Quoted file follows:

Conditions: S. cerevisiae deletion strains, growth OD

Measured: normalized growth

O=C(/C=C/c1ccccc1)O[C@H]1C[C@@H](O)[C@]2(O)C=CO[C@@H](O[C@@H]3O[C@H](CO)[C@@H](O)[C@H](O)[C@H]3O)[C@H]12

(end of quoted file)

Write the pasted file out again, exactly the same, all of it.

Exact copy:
Conditions: S. cerevisiae deletion strains, growth OD

Measured: normalized growth

O=C(/C=C/c1ccccc1)O[C@H]1C[C@@H](O)[C@]2(O)C=CO[C@@H](O[C@@H]3O[C@H](CO)[C@@H](O)[C@H](O)[C@H]3O)[C@H]12